Brothers, Learn How to Partner

By Chris Snider

As I work with replanters across the country at various stages of their experience, I have found two things to be true in almost every situation. First, based on the church’s budget and the human resources of his parishioners, the replanter is unable to accomplish everything that needs to get done. And second, they oftentimes don’t know about all the benefits that come from our denomination when it comes to partnership opportunities.

Being part of a denomination with more than 40,000 churches means that you won’t always agree with everything everyone does, but the advantages of being in a denomination like ours provides us with many benefits that some younger pastors may not even know about.

Local associations – Although the small percentage of mega-churches within our denomination have probably left their local associations behind, there is great value here for pastors of normative-sized churches that make up the bulk of our denomination. The effectiveness of your association will be determined by the Director of Missions and we are finding that many local associations are experiencing great camaraderie in regard to replanting and revitalization. Don’t just go into a partnership with your local association for what you can get out of it, but rather go in with the desire to bless and encourage other pastors from your community. If we can do more together than any of us can do alone, the local association is where you should see this playing out on a regular basis. You may find that your local association has disaster relief resources like shower trailers, feeding units, or laundry units. Or they may have access to items you can use for block parties or other outreach events in your community. I’ve personally found that surveying the churches in my association helps me identify vendors to use for various projects around our church campus, as well as identifying Christians lawyers or CPAs for needs that come up from time to time.

State conventions – On a larger scale, our state conventions serve as a resource for a pastor in a normative-sized church. From hosting conferences and events you might not be able to host on your own to greater access to tools and resources, the state convention is a great place to seek help when you are faced with a need you can’t meet on your own. I worked with one of our state convention staff members on issues we had at our 100+ year old building. He is well networked and was able to connect me with individuals and other congregations to help us get some urgent issues addressed. You may find your state convention has grants for outreach ideas that may not fit into your general budget. They may have resources to help you and your wife offset the cost of marital counseling. As a pastor of a normative-sized church, don’t write off the potential blessing of being an active partner with your state convention.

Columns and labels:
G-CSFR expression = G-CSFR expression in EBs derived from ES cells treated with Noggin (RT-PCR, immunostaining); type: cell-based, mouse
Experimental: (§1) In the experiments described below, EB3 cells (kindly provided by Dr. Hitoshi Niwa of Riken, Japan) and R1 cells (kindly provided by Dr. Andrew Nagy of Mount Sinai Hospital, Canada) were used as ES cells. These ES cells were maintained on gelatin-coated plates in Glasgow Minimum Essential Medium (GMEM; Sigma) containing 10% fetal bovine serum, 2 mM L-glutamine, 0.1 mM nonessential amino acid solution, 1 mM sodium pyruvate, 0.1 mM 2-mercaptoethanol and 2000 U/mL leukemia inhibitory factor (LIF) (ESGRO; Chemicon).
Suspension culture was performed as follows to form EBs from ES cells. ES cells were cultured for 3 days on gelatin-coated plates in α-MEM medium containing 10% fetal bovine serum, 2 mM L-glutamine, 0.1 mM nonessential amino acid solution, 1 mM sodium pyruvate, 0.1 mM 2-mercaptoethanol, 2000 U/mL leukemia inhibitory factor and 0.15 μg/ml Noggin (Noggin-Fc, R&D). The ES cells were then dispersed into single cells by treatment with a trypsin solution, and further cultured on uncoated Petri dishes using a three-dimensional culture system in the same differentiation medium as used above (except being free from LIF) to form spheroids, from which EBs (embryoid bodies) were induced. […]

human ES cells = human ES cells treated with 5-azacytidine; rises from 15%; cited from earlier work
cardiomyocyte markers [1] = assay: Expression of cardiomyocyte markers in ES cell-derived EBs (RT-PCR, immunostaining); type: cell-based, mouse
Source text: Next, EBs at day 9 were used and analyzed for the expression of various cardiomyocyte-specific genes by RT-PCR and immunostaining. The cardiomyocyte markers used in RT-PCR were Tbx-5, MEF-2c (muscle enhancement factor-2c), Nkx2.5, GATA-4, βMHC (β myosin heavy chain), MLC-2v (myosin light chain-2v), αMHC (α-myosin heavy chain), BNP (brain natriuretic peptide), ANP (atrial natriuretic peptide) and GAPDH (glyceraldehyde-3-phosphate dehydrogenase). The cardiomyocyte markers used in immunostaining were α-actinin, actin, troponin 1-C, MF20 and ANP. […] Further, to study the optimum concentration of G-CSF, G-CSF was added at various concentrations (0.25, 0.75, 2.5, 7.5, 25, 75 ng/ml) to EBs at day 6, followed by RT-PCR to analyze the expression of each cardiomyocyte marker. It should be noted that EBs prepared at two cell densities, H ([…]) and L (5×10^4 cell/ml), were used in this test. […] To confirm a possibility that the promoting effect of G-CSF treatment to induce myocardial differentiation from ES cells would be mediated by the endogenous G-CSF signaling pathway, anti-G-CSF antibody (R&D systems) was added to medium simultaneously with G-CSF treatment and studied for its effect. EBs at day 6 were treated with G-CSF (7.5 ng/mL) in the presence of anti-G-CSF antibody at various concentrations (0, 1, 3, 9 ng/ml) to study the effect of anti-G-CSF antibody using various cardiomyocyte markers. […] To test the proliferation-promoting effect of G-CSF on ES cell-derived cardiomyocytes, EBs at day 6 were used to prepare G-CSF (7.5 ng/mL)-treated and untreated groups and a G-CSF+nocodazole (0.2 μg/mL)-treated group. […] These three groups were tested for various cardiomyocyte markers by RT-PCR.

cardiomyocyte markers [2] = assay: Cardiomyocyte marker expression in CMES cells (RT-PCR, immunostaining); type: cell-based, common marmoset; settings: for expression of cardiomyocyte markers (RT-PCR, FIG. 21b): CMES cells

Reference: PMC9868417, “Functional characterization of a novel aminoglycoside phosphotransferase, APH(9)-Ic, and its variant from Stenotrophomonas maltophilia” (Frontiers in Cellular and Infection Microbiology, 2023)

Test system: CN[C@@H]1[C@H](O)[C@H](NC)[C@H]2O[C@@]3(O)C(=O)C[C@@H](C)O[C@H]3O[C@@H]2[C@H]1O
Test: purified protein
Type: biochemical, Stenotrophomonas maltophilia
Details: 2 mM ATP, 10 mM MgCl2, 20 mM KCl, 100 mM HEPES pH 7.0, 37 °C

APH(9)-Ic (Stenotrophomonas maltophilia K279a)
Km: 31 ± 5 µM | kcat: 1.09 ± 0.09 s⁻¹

Disaster relief – State conventions have disaster relief teams that have been trained for some specific roles and tasks. When they aren’t deployed on-site following a disaster, you may find they are willing to do drills or practice runs alongside your congregation. Typically they are trained in feeding units, tarping roofs, chainsaw teams and laundry units. If your church could benefit from one of these teams, you may want to reach out to the disaster relief point of contact and see if they are able to meet your need.

Send Relief – Send Relief focuses on specific areas where we can be used by God to bring the hope of Christ to our neighbors in need, both in North America and around the world. Since our churches are commanded to help “the least of these,” I would highly encourage you to reach out to the folks from Send Relief to find out how they can equip you for what God has called you to do. You can contact them at

Brothers, God has called us to a difficult task that often leaves us feeling like no one can empathize with us. I want you to know that you are not alone. If God has given you a vision for something that is beyond you, or if you are facing a need that is beyond your ability to fix, remember that we are a denomination built on cooperation. Don’t hesitate to reach out and seek help, knowing that God will provide for your needs and it may come from another church in your city or in your state.

Published July 27, 2022

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Chris Snider

Originally from Illinois, Chris and his wife Jessica have five kids, Hope, Hunter, Holly-Ann, Henry, and Hailey. Chris is a graduate of Missouri Baptist University in St. Louis, Missouri and The Southern Baptist Theological Seminary in Louisville, Kentucky. Prior to coming to Catonsville Baptist Church he served at churches in Southern Maryland and Illinois. In September 2015, he accepted the call to pastor Catonsville Baptist Church.